Humbling.

Or possibly just mortifying.

So Kate and I went to this usability conference today — yeah, I know, I’m supposedly not doing web work anymore, but Kate wanted company on the drive, and it was nearby, and a couple of the panels sounded interesting, and what the heck, the last developer conference I went to was, um, eleven years ago. I don’t get out much. And it’s not like I had any other plans for that particular Tuesday. So off we went.

A couple programs on the schedule were devoted to online learning — not too surprising for an academic conference about web usability. And I’ve worked as a UI designer on four or five different online learning systems by this point. Wouldn’t it be funny, I joked, if one of the presenters happened to use one of them as an example? Ha ha ha ha, wouldn’t that just be hilarious?

Can you see where this is going yet?

It turned out to be this one, in which I had the opportunity to watch a very anguished-looking student hopelessly clicking around trying to find a particular page within a course management system which — well, which I’m not going to name here, for obvious reasons. But which I’m pretty much entirely responsible for, in terms of the UI: I designed the interface, built the templates, wrote all the client-side code, even macro-generated 256 copies of the logo so they could churn out those sites in a rainbow of colors. Up until, oh, say two days ago, I was pretty darn proud of that fact.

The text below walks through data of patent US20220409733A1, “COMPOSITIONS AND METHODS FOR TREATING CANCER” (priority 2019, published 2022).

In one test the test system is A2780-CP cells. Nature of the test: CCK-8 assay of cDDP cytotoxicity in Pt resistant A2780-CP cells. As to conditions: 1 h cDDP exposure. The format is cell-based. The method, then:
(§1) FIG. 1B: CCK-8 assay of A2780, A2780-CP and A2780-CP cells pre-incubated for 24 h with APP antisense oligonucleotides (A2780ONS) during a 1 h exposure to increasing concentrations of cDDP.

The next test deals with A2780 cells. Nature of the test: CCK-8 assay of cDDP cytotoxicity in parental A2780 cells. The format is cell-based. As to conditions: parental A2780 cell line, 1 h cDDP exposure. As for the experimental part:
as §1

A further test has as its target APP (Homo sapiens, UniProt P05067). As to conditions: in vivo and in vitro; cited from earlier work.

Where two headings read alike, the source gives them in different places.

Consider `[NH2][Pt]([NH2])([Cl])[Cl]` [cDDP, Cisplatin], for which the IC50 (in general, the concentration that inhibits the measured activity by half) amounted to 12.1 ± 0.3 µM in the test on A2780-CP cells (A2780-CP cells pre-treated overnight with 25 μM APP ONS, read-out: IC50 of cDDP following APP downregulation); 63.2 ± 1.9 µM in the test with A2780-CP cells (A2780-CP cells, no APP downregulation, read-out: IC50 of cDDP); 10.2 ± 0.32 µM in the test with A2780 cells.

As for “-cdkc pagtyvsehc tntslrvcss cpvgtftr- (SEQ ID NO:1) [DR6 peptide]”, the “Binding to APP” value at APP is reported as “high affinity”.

I can’t even play the “they made me do it” card; the feature the student was stuck on wasn’t some office politics-induced compromise, it was all my idea. And from talking to the presenter afterwards, it sounds like that student wasn’t exactly the exception to the rule.

The good news is that he offered to give me a whole stack of data they gathered in their usability testing on those sites — they did the whole shebang, right down to tracking the users’ eye movements to see which parts of the page they were looking at. Which is tremendous: I couldn’t have dreamed of talking the corporation into paying for that level of usability testing; and here I’ve had it all done for me for free.

And only three years too late for it to do the product any good. (Yes, they’re still using the exact same design I left them with in early 2003; as far as I can tell they’ve not changed a single thing. This sort of thing happens surprisingly often. I don’t know why.)

I have a feeling I’m going to learn a lot from this. I also have a feeling it’s not going to be a lot of fun.






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